During 2017, the office market throughout New Jersey remained stable despite a few major corporations departing the Garden State. They include Eli Lilly, Hertz’s U.S. headquarters, Mercedes-Benz USA and Hoffmann-LaRoche. Many other firms have incorporated a new collaborative approach to their office space, downsized the footprint within their respective buildings and allocated less square footage per employee with a new visionary approach. Despite the aforementioned, we are very fortunate that vacancy rates continue to be similar as in the past few years due to a limited amount of new inventory being brought to the market, as well as some existing buildings being repurposed for alternative use.
Additional good news to the market includes that, through November 2017, the unemployment rate within New Jersey is at 4.9 percent. This continues to be a steady decline during the past five years from the higher unemployment rate of 9.5 percent in calendar year 2011.
Several industries continue to organically grow and absorb available inventory, including but not limited to a few pharmaceutical companies and tech organizations. And during the past two years, the medical industry has absorbed substantial blocks of space.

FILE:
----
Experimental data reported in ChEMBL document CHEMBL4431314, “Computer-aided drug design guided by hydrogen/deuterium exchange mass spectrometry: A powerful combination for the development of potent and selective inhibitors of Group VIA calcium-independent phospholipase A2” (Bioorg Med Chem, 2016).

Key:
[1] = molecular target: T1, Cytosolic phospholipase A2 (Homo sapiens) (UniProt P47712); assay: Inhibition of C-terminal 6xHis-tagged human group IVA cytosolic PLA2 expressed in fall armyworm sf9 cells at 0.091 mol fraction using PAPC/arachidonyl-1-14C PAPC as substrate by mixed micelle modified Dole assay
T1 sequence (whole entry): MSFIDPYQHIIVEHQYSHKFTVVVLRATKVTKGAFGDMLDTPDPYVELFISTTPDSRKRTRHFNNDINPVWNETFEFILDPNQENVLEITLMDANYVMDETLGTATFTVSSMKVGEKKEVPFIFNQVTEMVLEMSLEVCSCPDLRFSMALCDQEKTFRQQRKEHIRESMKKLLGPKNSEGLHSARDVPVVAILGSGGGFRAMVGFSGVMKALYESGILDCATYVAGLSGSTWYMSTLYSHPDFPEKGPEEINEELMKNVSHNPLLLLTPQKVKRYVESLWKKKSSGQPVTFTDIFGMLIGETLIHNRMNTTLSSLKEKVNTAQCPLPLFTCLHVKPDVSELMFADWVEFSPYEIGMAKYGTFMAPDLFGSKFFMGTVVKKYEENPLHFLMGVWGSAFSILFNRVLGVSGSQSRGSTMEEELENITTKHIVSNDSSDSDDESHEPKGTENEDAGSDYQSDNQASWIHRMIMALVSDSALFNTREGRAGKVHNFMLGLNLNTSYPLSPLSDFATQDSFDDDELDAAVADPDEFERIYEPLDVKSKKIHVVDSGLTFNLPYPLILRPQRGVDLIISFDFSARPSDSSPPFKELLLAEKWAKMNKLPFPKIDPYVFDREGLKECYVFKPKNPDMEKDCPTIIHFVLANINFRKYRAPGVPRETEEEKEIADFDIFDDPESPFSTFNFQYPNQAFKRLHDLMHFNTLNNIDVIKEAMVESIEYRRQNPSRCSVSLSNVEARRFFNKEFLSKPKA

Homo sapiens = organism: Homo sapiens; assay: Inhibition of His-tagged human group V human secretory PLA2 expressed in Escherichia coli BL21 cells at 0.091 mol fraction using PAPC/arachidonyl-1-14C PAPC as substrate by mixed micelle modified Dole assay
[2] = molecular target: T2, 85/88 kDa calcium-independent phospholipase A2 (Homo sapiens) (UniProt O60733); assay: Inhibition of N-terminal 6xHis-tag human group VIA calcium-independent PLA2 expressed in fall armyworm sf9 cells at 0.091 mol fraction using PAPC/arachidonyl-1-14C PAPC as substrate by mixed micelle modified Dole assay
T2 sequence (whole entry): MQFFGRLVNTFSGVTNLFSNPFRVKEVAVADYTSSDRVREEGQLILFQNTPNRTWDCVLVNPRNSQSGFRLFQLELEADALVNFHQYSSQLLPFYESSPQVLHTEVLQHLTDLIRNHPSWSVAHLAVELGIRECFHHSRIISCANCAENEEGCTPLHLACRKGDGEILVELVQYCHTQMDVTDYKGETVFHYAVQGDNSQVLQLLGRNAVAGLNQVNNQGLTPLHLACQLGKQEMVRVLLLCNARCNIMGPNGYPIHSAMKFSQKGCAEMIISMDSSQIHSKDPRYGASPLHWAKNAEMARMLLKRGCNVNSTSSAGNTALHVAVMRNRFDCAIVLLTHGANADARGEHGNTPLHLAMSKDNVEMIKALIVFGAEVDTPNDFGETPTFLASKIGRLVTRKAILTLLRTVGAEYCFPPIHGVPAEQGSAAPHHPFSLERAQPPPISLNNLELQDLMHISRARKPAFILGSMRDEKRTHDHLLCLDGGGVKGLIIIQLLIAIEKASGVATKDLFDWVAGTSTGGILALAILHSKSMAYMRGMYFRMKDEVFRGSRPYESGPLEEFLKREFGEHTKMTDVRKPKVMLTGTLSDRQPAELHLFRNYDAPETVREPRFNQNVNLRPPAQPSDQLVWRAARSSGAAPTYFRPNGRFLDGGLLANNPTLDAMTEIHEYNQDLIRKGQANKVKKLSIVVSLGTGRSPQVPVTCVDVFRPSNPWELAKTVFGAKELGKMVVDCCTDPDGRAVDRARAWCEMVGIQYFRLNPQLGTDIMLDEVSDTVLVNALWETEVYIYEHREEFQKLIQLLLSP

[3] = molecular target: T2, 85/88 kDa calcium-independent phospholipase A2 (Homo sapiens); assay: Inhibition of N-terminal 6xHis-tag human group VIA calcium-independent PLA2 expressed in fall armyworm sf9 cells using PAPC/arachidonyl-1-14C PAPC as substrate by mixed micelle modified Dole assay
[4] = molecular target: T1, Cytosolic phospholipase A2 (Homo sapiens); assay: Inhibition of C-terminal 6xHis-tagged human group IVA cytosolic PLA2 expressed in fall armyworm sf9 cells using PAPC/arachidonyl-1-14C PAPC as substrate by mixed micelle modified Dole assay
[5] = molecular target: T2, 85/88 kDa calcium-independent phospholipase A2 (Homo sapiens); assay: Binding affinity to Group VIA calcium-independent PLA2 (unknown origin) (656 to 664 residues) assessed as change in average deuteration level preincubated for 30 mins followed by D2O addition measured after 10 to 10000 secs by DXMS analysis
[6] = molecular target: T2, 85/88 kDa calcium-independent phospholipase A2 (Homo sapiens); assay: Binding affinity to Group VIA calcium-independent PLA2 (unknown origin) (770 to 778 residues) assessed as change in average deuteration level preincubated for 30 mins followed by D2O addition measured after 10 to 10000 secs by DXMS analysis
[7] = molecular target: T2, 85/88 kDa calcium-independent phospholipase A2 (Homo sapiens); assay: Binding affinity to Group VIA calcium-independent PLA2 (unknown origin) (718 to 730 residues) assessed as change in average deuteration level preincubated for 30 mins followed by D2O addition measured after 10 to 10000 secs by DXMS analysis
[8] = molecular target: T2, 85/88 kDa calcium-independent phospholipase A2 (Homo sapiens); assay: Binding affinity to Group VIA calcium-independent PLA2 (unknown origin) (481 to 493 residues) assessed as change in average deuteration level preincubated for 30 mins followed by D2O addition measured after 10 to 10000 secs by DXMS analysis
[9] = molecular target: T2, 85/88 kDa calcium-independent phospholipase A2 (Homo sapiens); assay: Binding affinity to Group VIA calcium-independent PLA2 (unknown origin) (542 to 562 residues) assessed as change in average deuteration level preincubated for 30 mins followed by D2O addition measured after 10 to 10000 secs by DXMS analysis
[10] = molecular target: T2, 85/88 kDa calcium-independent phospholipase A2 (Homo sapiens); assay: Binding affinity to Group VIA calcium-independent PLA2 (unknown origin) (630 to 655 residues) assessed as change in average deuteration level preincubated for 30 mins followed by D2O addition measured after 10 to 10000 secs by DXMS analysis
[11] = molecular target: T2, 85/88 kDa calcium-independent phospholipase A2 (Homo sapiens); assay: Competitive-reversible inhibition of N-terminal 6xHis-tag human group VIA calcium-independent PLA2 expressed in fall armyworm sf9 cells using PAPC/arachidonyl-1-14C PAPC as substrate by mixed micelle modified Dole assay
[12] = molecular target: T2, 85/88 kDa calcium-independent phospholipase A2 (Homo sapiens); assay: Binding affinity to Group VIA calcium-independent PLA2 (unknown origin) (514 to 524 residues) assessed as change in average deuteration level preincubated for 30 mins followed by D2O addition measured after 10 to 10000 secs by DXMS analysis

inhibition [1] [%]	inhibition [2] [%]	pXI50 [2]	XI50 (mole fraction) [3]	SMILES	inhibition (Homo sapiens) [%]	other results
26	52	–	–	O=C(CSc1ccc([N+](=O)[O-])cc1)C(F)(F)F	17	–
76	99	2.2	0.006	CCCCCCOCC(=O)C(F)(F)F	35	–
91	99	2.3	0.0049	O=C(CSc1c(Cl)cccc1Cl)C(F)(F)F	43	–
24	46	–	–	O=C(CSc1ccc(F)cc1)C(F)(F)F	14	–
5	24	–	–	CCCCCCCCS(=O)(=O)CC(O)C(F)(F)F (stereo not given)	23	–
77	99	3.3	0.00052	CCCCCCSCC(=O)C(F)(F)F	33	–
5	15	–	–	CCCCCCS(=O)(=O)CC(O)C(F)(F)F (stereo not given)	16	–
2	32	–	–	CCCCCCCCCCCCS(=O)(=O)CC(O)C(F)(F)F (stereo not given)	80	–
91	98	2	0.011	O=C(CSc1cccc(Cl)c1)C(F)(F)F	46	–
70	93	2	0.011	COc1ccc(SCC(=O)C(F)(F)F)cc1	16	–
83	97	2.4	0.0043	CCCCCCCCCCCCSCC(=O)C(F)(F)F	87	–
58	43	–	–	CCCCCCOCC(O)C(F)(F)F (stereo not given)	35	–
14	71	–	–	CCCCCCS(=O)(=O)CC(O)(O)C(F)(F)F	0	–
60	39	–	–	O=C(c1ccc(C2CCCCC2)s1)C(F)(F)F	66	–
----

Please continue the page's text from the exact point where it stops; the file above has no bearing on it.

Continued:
We do not expect 2018 to be a banner year for leasing available office properties. However, most experts have cautious optimism that with the implementation of potential new tax incentives and a revised New Jersey government, the Garden State may be the beneficiary of growth and success in the near future.
201 Route 17N
Rutherford, NJ 07070
Kevin Welsh, Executive Managing Director
As we move into 2018, there are no clear signs that we are nearing the end of this cycle and, as a matter of fact, general market sentiment reflects a measured optimism for the year ahead. This period has been driven by slow and steady growth and a “new normal” of generationally low interest rates. The potential exists for significant upward movement in interest rates with the passing of tax reform legislation and strong economic growth, which could impede the continuance of this cycle over the next 12 to 24 months.
The unusual length of the current real estate cycle has investors looking for ways to enhance yield without substantially increasing their risk. Well-located value-add investments in office, multifamily and industrial will continue to attract the deepest pool of capital. In New Jersey, this includes high-quality value-add office in transit-oriented locations, Class B industrial and build-to-core industrial development, along with infill garden apartments.
201 Route 17N
Rutherford, NJ 07070
Editor’s note: This is a sponsored feature from Real Estate NJ’s January 2018 issue. For more information about our advertising opportunities, please click here or call 973-325-1300.